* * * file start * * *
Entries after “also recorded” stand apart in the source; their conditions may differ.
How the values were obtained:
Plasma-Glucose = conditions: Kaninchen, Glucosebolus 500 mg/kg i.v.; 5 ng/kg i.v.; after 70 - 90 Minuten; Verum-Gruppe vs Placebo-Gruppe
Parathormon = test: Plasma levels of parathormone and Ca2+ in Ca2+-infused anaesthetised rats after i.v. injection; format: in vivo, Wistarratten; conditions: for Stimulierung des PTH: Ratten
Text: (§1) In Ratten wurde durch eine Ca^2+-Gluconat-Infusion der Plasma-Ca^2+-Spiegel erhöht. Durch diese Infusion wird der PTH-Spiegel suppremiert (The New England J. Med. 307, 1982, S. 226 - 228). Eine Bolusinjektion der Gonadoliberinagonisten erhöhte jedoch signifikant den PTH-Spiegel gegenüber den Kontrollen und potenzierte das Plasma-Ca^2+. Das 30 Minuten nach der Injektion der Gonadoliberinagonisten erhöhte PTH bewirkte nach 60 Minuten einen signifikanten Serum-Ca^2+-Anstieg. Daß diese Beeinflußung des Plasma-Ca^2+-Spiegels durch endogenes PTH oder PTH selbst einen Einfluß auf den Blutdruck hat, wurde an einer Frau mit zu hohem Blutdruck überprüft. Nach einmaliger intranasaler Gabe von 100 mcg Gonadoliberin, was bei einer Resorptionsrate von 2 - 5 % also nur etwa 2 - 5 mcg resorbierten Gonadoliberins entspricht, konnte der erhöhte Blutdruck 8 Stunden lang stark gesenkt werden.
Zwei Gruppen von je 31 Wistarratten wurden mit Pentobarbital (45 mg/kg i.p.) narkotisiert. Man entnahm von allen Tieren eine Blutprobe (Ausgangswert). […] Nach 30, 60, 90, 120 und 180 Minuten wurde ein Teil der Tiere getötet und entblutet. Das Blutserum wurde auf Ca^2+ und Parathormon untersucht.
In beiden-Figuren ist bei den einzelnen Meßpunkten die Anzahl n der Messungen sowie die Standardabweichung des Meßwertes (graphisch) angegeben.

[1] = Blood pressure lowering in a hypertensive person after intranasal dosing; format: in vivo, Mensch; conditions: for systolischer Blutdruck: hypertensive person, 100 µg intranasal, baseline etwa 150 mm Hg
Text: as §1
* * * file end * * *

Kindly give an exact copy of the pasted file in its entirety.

Entries after “also recorded” stand apart in the source; their conditions may differ.
How the values were obtained:
Plasma-Glucose = conditions: Kaninchen, Glucosebolus 500 mg/kg i.v.; 5 ng/kg i.v.; after 70 - 90 Minuten; Verum-Gruppe vs Placebo-Gruppe
Parathormon = test: Plasma levels of parathormone and Ca2+ in Ca2+-infused anaesthetised rats after i.v. injection; format: in vivo, Wistarratten; conditions: for Stimulierung des PTH: Ratten
Text: (§1) In Ratten wurde durch eine Ca^2+-Gluconat-Infusion der Plasma-Ca^2+-Spiegel erhöht. Durch diese Infusion wird der PTH-Spiegel suppremiert (The New England J. Med. 307, 1982, S. 226 - 228). Eine Bolusinjektion der Gonadoliberinagonisten erhöhte jedoch signifikant den PTH-Spiegel gegenüber den Kontrollen und potenzierte das Plasma-Ca^2+. Das 30 Minuten nach der Injektion der Gonadoliberinagonisten erhöhte PTH bewirkte nach 60 Minuten einen signifikanten Serum-Ca^2+-Anstieg. Daß diese Beeinflußung des Plasma-Ca^2+-Spiegels durch endogenes PTH oder PTH selbst einen Einfluß auf den Blutdruck hat, wurde an einer Frau mit zu hohem Blutdruck überprüft. Nach einmaliger intranasaler Gabe von 100 mcg Gonadoliberin, was bei einer Resorptionsrate von 2 - 5 % also nur etwa 2 - 5 mcg resorbierten Gonadoliberins entspricht, konnte der erhöhte Blutdruck 8 Stunden lang stark gesenkt werden.
Zwei Gruppen von je 31 Wistarratten wurden mit Pentobarbital (45 mg/kg i.p.) narkotisiert. Man entnahm von allen Tieren eine Blutprobe (Ausgangswert). […] Nach 30, 60, 90, 120 und 180 Minuten wurde ein Teil der Tiere getötet und entblutet. Das Blutserum wurde auf Ca^2+ und Parathormon untersucht.
In beiden-Figuren ist bei den einzelnen Meßpunkten die Anzahl n der Messungen sowie die Standardabweichung des Meßwertes (graphisch) angegeben.

[1] = Blood pressure lowering in a hypertensive person after intranasal dosing; format: in vivo, Mensch; conditions: for systolischer Blutdruck: hypertensive person, 100 µg intranasal, baseline etwa 150 mm Hg
Text: as §1